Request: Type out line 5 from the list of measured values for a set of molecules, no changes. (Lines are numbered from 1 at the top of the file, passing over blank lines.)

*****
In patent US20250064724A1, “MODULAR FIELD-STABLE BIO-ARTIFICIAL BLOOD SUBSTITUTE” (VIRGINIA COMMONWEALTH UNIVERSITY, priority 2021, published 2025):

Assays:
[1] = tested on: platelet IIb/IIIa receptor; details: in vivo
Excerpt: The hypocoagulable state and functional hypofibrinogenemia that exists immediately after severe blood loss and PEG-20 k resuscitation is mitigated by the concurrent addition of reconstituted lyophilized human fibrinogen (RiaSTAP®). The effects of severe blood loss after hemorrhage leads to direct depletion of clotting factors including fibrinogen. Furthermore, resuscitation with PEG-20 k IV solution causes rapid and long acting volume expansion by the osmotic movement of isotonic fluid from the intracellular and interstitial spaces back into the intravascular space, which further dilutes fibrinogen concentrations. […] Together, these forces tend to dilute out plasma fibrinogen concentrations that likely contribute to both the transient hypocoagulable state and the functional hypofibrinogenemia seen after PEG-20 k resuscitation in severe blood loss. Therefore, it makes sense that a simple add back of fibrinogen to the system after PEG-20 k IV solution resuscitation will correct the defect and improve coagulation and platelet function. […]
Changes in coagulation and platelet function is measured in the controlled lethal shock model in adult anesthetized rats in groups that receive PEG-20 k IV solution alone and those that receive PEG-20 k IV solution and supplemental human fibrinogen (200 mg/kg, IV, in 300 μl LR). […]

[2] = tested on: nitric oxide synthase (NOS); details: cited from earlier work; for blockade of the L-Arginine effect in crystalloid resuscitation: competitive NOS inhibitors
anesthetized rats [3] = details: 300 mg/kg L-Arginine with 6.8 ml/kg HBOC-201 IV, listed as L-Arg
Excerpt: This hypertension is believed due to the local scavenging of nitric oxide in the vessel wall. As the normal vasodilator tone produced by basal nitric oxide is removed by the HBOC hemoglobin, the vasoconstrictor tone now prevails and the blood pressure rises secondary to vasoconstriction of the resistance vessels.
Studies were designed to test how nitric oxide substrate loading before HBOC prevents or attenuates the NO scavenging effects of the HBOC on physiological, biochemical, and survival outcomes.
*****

Changes in coagulation and platelet function is measured in the controlled lethal shock model in adult anesthetized rats in groups that receive PEG-20 k IV solution alone and those that receive PEG-20 k IV solution and supplemental human fibrinogen (200 mg/kg, IV, in 300 μl LR). […]